Digging the Grave

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"Digging the Grave" is a 1995 single by Faith No More, from their fifth studio album, King for a Day... Fool for a Lifetime. Produced by Andy Wallace in the Bearsville Studios, the song was borne out of a period of transition for the group, as they were dealing with the absence of keyboard player Roddy Bottum—who was grieving the deaths of his father and of friend Kurt Cobain—and had recently fired their previous guitar player Jim Martin.

Released on February 27, 1995, "Digging the Grave" charted internationally, making top 20 appearances across Europe, Australia and New Zealand, but was unsuccessful in the United States. The song has been well-received by music critics in both contemporary and retrospective reviews, often citing its dark or aggressive tone.

Production

"Digging the Grave" was recorded as part of the King for a Day... Fool for a Lifetime session in Bearsville Studios, in Woodstock, New York; the record was the first Faith No More album not to be recorded in their native Northern California. Bass player Billy Gould described the remote location of the studio as a form of "sensory deprivation".[1] Writing and rehearsing the songs for the album took eight to nine months, although half of this time was also spent finding a replacement for guitar player Jim Martin, who had been fired from the band following the release of Angel Dust in 1992. Martin's departure was linked to dissatisfaction with the band's decreased focus on a guitar-based sound. Mr. Bungle guitarist Trey Spruance was brought in for the recording session. Spruance left the band before the subsequent tour, and was replaced by keyboard roadie Dean Menta.[1]Template:Sfn

The recording session took roughly three months. The band hired producer Andy Wallace, who had previously worked with Sonic Youth, Nirvana and Slayer. Bottum claimed the combination of Wallace and Spruance as two new influences helped to create "a real up-in-the-air, what the fuck is gonna happen kind of feel" while recording.[1] In addition to the band's lineup changes, Bottum claims to have been mostly absent during this period, owing to the deaths of both his father and Kurt Cobain, whose wife Courtney Love was a close friend of Bottum's.[1][2] In addition to this, Bottum had developed a heroin addiction,[3] and his absence lead to a dearth of keyboard parts on the songs recorded during this time.[4] Drummer Mike Bordin has described the composition of "Digging the Grave" as attempting to recreate the sounds of the band's first two albums, "but tighter, faster, and harder".Template:Sfn

Release

"Digging the Grave" was released on February 27, 1995.[5][6] The single was accompanied by a music video directed by Marcus Raboy, and filmed in San Francisco, California.[7] The video was featured on the television series Beavis and Butt-Head, but the single failed to chart in the United States.Template:Sfn The band also performed the song on two episodes of the UK series Top of the Pops in March 1995.Template:Sfn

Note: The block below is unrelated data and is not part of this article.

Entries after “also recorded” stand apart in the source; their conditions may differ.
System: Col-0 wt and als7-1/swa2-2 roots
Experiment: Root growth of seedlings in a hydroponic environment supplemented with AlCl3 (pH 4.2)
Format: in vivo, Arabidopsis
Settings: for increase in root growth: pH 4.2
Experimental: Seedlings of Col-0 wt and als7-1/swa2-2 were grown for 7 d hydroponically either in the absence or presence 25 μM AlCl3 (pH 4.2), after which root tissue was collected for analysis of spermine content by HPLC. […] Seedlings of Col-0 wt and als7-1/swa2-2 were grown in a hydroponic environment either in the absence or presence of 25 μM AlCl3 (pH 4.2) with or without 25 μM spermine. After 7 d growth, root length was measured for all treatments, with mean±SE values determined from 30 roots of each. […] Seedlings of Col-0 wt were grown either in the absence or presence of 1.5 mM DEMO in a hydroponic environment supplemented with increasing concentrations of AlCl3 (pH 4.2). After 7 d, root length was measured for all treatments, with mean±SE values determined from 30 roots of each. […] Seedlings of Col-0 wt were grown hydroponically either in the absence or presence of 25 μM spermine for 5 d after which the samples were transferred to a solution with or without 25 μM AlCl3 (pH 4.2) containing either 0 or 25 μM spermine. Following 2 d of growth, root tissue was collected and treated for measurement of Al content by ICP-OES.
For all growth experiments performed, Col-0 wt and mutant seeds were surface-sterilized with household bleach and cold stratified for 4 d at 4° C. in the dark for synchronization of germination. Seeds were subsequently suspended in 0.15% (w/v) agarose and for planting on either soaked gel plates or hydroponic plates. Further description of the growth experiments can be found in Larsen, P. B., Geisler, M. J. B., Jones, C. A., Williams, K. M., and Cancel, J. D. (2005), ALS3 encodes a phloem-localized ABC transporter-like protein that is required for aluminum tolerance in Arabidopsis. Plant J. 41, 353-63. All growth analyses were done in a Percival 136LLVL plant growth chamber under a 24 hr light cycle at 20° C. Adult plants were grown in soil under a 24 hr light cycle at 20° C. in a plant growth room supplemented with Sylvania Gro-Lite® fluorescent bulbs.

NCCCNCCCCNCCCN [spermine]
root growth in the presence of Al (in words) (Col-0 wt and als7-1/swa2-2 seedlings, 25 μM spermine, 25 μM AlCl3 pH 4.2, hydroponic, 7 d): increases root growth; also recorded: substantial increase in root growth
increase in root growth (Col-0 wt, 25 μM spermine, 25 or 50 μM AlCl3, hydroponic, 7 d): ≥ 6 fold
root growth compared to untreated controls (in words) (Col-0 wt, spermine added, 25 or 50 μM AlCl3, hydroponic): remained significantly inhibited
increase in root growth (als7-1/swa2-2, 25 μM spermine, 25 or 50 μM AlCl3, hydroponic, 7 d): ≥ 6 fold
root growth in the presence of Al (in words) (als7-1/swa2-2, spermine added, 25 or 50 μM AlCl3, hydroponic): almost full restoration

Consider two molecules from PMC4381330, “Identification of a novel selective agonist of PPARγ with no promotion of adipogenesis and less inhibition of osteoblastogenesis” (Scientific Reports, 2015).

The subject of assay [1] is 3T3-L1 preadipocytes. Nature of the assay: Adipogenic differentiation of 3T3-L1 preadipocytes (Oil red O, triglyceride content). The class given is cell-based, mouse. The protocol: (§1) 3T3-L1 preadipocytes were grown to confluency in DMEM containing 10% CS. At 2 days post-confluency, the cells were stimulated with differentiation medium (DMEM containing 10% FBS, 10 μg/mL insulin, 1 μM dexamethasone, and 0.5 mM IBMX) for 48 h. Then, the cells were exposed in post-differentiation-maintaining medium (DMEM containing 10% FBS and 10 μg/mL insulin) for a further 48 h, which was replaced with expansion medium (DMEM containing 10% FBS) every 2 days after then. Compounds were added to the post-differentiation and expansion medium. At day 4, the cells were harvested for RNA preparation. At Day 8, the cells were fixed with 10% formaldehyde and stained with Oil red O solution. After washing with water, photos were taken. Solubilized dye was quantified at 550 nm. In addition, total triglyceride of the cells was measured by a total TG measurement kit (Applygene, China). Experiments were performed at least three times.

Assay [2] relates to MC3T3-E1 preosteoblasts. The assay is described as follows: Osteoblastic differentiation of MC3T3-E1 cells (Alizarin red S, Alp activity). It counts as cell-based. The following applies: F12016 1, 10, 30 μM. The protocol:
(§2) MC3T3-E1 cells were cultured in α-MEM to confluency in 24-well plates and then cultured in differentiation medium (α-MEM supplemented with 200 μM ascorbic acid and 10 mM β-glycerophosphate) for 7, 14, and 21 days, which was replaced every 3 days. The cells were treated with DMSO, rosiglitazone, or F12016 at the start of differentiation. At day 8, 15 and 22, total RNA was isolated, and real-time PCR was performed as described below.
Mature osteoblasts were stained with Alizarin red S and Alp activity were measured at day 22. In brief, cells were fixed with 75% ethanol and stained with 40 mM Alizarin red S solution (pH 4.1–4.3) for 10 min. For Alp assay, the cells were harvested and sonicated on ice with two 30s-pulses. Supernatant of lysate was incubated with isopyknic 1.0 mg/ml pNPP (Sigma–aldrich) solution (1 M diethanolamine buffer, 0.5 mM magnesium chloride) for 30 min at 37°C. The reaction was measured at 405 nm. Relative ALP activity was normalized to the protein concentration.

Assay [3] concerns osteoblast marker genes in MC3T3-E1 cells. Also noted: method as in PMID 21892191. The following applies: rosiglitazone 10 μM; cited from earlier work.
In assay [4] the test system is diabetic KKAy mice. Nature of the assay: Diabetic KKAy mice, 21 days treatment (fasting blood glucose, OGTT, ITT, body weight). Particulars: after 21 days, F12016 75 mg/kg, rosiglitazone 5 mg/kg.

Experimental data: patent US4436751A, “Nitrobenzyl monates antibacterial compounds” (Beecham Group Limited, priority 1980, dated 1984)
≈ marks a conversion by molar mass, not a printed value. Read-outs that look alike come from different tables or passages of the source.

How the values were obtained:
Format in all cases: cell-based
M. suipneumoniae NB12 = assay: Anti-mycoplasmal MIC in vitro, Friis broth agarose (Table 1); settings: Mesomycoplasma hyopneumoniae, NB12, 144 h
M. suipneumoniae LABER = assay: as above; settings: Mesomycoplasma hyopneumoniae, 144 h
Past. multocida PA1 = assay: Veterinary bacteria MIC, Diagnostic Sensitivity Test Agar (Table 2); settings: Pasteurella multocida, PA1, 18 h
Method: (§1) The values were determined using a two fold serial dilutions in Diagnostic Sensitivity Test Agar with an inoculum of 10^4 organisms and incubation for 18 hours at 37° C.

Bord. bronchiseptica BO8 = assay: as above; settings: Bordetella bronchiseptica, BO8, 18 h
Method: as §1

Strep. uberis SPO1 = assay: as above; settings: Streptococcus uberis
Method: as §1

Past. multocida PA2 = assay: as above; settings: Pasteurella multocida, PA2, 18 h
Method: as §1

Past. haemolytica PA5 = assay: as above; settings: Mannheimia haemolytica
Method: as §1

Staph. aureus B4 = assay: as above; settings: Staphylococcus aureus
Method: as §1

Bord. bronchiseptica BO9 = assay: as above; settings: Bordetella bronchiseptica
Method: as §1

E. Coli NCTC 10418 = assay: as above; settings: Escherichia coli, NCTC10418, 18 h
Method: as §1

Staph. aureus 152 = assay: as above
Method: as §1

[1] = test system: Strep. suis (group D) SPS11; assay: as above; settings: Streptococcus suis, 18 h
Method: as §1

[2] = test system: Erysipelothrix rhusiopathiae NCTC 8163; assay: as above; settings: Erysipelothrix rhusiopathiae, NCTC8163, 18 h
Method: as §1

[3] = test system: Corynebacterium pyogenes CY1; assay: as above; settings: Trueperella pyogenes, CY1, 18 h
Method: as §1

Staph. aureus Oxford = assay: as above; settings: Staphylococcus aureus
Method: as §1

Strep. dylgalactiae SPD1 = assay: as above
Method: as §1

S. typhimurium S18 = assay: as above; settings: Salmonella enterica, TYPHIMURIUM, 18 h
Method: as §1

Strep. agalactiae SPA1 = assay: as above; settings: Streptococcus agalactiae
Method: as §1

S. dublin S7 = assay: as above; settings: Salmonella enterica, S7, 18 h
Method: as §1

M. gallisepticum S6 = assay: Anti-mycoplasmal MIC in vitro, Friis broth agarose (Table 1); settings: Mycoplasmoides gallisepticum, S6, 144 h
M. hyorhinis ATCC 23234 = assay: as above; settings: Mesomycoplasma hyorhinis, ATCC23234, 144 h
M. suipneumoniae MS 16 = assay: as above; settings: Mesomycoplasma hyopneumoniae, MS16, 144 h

Despite its lack of success in the United States, "Digging the Grave" charted elsewhere in the world, peaking in the top 20 in the singles charts of Australia,[5] Finland,[8] Ireland,[9] New Zealand,[10] Norway,[11] Scotland,[12] and the UK.[13] It also reached number 23 in France,[14] number 48 in Germany,[15] and number 39 in Sweden and Switzerland.[16][17] In the UK, the song topped the UK Rock and Metal chart.[18]

Reception

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In a contemporary review of King for a Day... Fool for a Lifetime, Anthony Violanti of The Buffalo News described the song as a "power pop masterpiece";[19] while CMJ New Music Monthly compared it to the sound of AC/DC, adding that it "offers hooks lurking deep within the miasma".[20] Rolling Stone's Al Weisel highlighted it as one the best songs on the album, describing it as having "a grungy feel that isn't completely ruined by Patton's histrionic screaming".[21] A retrospective overview of Faith No More's career by Consequence called it a "a definitive left-field release", describing it as "raw, aggressive, altogether creepy".[22] Writing for The Quietus, Dave McNamee considered the song one of King for a Day... Fool for a Lifetime's more accessible and straightforward entries, but added that it "proves that when Faith No More do ‘ordinary’ they still do it with a million more unexpected catchy twists and malevolent breakdowns than anything one-note imitators [...] could dream of".[23] Chris Conaton of PopMatters called the song "a breath of fresh air", noting that its straightforward rock sound was refreshing given its placement on the album.[24]

Track listings

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Charts

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Weekly chart performance for "Digging the Grave"
Chart (1995) Peak
position
Europe (Eurochart Hot 100)[25] 20
Finland (Suomen virallinen lista)[8] 5

Footnotes

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  3. "Faith No More Return of the King". Exclaim!. Retrieved July 16, 2020.
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  22. Buchanan, David (May 13, 2015). "Ranking: Every Faith No More Song from Worst to Best". Consequence. Retrieved August 28, 2021.
  23. McNamee, Dave (September 29, 2008). "The Quietus Digs Out Our Walkman For A Faith No More Mixtape". The Quietus. Retrieved August 28, 2021.
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  25. Template:Cite magazine

References

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